Kentucky fans have spent the week mourning the premature death of our beloved former quarterback, Jared Lorenzen. We can never compare suffering and tragedy, but it’s safe to say, in terms of the collective sadness of a university’s fanbase, this is about as bad as it gets. We lost one of our own, and it hurts.
But why are so many are mourning the loss of one who so few of us knew personally? The first conversation I’ve had with every UK fan I’ve seen this week has been about Jared, but barely any of us ever had the chance to meet him. How can it be that his death has had such a far-reaching impact?
Put simply, the loss of Jared hurts because Jared was one of us. Communities are comprised of people and places, and Jared was one of our people, who lived in our place. We lost one of us, and it’s right for us to mourn.
We all belong to communities. It’s true that no man, or woman, is an island. We are all formed by, and we all form, the people around us and the places in which we live, move, and have our being.
I was born in 1993 in Lexington, Kentucky. One of the most formative communities in my life has been the community of Kentucky football fans. Every Saturday in the fall brought the rituals of putting on blue, driving to Commonwealth Stadium, helping set up our family’s tent in the green lot, eating too much food, sweating in September, freezing in November, making the climb to section 216, shaking hands with Tommy, our usher, and screaming my head off for three-and-a-half hours, usually only to walk out disappointed. Despite the disappointment, we went back every week for more. Why? Because it’s not really about winning and losing; it’s about community—people and places.
The place was one: Commonwealth Stadium. The people were many: my mom and dad, my sister, uncles and aunts, cousins, Tommy, who I mentioned above, Evan, who I threw football with before and after the game, Ian, who stood waiting to celebrate with me on the 50-yard line after more than one upset. But perhaps no one epitomizes the community of Kentucky football for any of us more than the Hefty Lefty.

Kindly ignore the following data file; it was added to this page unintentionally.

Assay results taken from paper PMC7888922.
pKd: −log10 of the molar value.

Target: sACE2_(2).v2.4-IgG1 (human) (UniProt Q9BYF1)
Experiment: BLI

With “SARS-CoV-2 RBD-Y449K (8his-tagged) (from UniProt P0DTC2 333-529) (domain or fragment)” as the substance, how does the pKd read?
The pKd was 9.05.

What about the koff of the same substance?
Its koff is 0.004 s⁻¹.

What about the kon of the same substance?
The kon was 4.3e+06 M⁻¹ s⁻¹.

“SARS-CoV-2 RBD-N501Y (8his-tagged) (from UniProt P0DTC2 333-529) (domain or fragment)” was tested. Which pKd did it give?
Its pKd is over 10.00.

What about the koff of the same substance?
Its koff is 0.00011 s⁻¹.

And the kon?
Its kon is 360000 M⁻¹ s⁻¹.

For most sports fans, the preteen years are the height of fandom—you’re knowledgeable enough to know what’s going on, old enough to stay engaged for the entire game, and optimistic enough to think you’re going to pull off every upset. This means the height of my fandom came in the Jared Lorenzen era at Kentucky. And boy did it ever.
I was at Jared’s first game as a starter against Louisville in Papa John’s Stadium. I was there when he threw for a million yards against Georgia later the same year, and when he threw for a million yards again against Eli Manning and Ole Miss a year later. I was there (for the first half) in 2001 when we had Tennessee beat, only to lose a nailbiter. I was there for our 4–0 start in 2002, and watched in agony as we blew a lead against Florida in the Swamp. I was there the next fall when we blew another lead against Florida and lost at home. And I was there, ten years old, for all seven overtimes against Arkansas in another heartbreaking defeat in 2003.
Most of those games may have been losses, but I remember them. And I remember watching most of them in a blue 22 jersey, the sleeves cut just below the numbers, like Jared’s. I wore that same jersey for years, and rushed the field in it in ’06 against Georgia, ’07 against Louisville, and ’07 against LSU. Why? Because Jared was part of our community. Even though I never met him, he was part of my community. And he was one of our favorite parts of our community.
The reason I wore that 22 jersey for years in the height of my UK fandom is the same reason so many in BBN have shed tears this week: because Jared was not only one of us, he was one of the best of us.
Jared Lorenzen was born and raised in Northern Kentucky. He was a KHSAA Mr. Football. He was a four-year starter who broke all kinds of school, conference, and national records. And after a short stint in the NFL, he came back home to his community—his people, in his place.
It just felt right when, a few years ago, Jared began leading the crowd in cheering on the Cats at the beginning of each fourth quarter. Who better to do so? Who better to represent our team and fans? Disappointments, upsets, losses—our team’s history, and Jared’s life, unfortunately, have plenty. But at the end of the day, it’s not about that. It’s people and places that matter. And still, even in his death, there’s no one that 10-year-old me or 26-year-old me would rather see representing the Blue and White.
So thanks Jared. Thanks for being a part of our community, and for letting us be a part of yours. We love you. We’ll miss you. And you’ll always be one of us.